Neil deGrasse Tyson Tells Bill Moyers Why Faith and Reason are Irreconcilable
In a multi-part series with the popular astrophysicist Neil deGrasse Tyson, Bill Moyers explored a variety of topics, including the nature of an expanding, accelerating universe (and how it might end), the difference between “dark energy” and “dark matter,” the concept of God in cosmology and why science matters. “Science is an enterprise that should be cherished as an activity of the free human mind,” Tyson tells Bill. “Because it transforms who we are, how we live, and it gives us an understanding of our place in the universe.
The following is video of Moyers' two-part interview with Tyson, with full transcripts of the video appearing below:
Bill Moyers: Welcome. It's been almost 35 years since PBS premiered one of its most successful series of all time: Carl Sagan's “Cosmos.” Many of you may remember, as I do, his elegant exposition of the universe.
Over 600 hundred million people in more than 60 countries have now watched "Cosmos." But in the decades since, the universe has kept moving – literally, moving in every direction — and so has science. And that’s why “Cosmos” is returning this spring, this time on National Geographic Channel and Fox TV.
Our guide is the astrophysicist Neil deGrasse Tyson, America’s most popular scientist, the unabashed defender of knowledge over superstition and clearly the rightful heir to Carl Sagan's curiosity and charisma. So fasten your seatbelt for a whole new interstellar journey through tens of millions of years and hundreds of millions of miles to the farthest reaches of outer space.
Neil deGrasse Tyson is the Frederic P. Rose director of the Hayden Planetarium at the American Museum of Natural History here in New York, where he narrates a breathtaking new show titled “Dark Universe.” I took my 12-year-old grandson to see it over the holidays and we were mesmerized. Imagine: trillions of stars, a hundred billion galaxies and light traveling a hundred million years before reaching us here on earth.
That very planetarium, by the way, is where Neil deGrasse Tyson, a kid from the Bronx, age 9, first felt the universe subpoena him to become a scientist in thrall to the night sky. He’s written ten books including this memoir: “The Sky is Not the Limit” and this, his most recent: “Space Chronicles: Facing the Ultimate Frontier.” Oh, yes, I almost forgot – "People" Magazine once voted him the Sexiest Astrophysicist Alive! Welcome.
Neil deGrasse Tyson: That was a few years ago, actually.
BM: You only got it once.
NDT: I know.
BM: So no bragging rights, right? But you clearly got more of the star stuff that Carl Sagan said we're all made of. You just got more of it than we did.
NDT: Well, yeah, I've been touched by the stars perhaps more frequently than others.
BM: But you were just nine?
NDT: Nine, nine years old. A family trip. My parents, we were all native New Yorkers and my parents knew well the value of all of the cultural institutions of New York City. We went every weekend to one or another of these institutions, if not the zoo, the art museum, the many art museums, the Hall of Science.
And our first visit to the Hayden Planetarium for me — by the way, I would ultimately go as a school trip. But for family, I go there and I sit back and I'm certain — I love that where you said I was subpoenaed by the universe. I think I had no choice in the matter. I think the universe called me. Because when the lights dimmed and the stars came out when I was nine, I'd never seen a sky like that in my life.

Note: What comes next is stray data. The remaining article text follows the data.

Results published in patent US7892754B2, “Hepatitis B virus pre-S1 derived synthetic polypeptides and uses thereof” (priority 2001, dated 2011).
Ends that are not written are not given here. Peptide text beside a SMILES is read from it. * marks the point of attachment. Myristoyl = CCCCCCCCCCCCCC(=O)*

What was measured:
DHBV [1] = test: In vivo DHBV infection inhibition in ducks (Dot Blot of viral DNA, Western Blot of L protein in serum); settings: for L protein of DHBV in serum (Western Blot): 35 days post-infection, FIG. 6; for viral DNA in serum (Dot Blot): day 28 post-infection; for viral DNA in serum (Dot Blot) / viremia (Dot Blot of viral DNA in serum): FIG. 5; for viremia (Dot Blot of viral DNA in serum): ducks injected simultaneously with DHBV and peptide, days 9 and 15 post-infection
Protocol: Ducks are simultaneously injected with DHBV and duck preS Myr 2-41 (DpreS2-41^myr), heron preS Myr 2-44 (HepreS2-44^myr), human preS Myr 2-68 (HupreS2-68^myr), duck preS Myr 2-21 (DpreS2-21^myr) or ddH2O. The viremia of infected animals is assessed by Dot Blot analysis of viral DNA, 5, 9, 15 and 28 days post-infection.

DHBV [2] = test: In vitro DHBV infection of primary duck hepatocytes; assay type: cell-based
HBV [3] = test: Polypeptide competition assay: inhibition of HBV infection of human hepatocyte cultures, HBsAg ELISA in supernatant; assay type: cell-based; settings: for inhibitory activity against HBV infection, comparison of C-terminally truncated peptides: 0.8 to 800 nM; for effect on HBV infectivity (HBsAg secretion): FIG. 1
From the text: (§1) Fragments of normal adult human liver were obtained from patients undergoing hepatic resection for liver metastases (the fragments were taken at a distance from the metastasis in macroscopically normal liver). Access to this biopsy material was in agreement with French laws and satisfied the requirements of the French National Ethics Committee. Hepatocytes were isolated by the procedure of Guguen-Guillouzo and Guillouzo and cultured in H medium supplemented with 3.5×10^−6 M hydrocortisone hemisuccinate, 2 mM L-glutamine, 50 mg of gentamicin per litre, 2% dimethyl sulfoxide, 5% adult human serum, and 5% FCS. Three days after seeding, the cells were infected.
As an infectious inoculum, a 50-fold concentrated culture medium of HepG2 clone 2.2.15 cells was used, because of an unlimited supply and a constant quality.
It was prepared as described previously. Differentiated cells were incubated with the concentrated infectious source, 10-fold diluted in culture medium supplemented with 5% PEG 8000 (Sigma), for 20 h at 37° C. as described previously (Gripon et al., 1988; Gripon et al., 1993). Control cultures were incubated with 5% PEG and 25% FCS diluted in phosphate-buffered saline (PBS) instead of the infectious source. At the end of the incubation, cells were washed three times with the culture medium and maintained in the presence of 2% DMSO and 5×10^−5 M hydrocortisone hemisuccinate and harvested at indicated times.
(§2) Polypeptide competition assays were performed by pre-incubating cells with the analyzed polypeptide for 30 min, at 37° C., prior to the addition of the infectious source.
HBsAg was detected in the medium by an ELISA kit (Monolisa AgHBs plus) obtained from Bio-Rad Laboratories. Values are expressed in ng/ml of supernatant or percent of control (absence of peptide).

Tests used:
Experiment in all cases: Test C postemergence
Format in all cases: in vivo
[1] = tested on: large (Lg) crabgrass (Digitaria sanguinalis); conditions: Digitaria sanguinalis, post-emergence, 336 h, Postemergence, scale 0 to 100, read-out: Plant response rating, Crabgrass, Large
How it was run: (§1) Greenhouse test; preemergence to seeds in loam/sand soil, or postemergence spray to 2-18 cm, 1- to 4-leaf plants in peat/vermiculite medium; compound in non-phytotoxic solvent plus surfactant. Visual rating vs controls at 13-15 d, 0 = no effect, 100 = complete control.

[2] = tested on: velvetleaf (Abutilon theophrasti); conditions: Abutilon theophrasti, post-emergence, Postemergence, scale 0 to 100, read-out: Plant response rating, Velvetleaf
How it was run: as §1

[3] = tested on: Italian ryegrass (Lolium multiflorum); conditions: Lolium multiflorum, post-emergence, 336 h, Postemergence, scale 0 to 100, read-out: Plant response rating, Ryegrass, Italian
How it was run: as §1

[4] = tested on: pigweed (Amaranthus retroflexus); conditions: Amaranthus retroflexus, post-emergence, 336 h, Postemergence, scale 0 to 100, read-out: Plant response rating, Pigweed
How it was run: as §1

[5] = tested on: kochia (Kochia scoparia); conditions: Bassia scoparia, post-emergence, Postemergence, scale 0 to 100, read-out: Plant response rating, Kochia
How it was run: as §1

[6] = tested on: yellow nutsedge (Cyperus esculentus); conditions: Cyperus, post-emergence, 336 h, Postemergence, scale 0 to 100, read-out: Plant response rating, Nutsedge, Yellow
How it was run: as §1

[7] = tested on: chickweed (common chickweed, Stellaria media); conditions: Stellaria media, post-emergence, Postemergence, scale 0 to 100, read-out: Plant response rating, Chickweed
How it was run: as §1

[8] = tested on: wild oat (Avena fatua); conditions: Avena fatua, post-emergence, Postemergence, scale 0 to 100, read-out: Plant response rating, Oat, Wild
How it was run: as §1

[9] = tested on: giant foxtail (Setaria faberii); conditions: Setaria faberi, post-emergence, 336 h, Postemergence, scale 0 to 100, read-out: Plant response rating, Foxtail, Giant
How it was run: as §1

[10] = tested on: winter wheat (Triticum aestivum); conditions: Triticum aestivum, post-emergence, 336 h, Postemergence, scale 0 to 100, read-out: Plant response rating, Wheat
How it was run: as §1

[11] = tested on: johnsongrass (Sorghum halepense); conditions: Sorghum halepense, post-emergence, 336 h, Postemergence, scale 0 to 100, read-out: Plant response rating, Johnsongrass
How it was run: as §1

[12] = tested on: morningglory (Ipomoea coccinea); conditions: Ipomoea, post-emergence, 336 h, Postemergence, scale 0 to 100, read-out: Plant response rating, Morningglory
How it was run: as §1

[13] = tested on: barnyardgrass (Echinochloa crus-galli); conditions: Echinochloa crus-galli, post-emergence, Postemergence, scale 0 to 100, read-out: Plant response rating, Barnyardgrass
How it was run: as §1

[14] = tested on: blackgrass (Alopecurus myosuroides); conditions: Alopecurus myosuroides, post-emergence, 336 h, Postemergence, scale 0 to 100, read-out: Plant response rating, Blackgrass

BM: And you met Carl Sagan at 17, when you headed to the Cornell?
NDT: Yeah, well, so I applied to colleges knowing full well that I was interested in the universe. My application to Cornell, unknown to me, was forwarded to Carl Sagan. He was a professor of astronomy there. And I was deciding what college to go to, he sent me a personal letter. Man, I'm just a 17 — he's already been on "The Tonight Show" and had best-selling books.
Here's a personal letter said, "I understand you're considering Cornell and you like the universe, as do I. So why don't you come by? I can give you a tour to help you decide whether this is where you'll ultimately attend." So I went up there, he met me outside the astronomy building and gave me a tour of the lab.
One of my favorite memories is he reaches back, didn't even look, just reached back, pulled out one of the books that he wrote, and then signed it to me and I said, "That is awesome." And I said to myself, "If I’m ever in a position of influence the way he is, then I will surely interact with students the way he has interacted with me, as a priority."
BM: Do you remember seeing "Cosmos" when it first aired?
NDT: Yeah, but I was — by then, I was in graduate school. So it was ... it didn't influence me the way it influenced others, because I was already established. But what it did tell me was that there was an appetite out there for science, if it's delivered in a way that's compelling and that's warm, that's compassionate, that is as though the person who is bringing the science to you is sitting next to you on the living room couch. And I thought, "That bedside manner is something that more science expositors should be doing." And I’ve used it kind of as a model for me going forward.
BM: So what are we going to learn about the universe from your “Cosmos” that Carl Sagan couldn't have known about? Well, let me put it this way: if Sagan were around to see your series, what would he learn about the universe that was unknowable 30-some-odd years ago?
NDT: Yeah, so that's a good question. So you need to think of "Cosmos" not as a documentary about science. By the way, since then, there have been many documentaries about science. And it's quite a fertile way of delivering the viewer to the frontier, or bringing the frontier to the viewer. So that's not the issue here. Because we all remember "Cosmos" and so many of these other documentaries maybe lived their moment, but then they fade.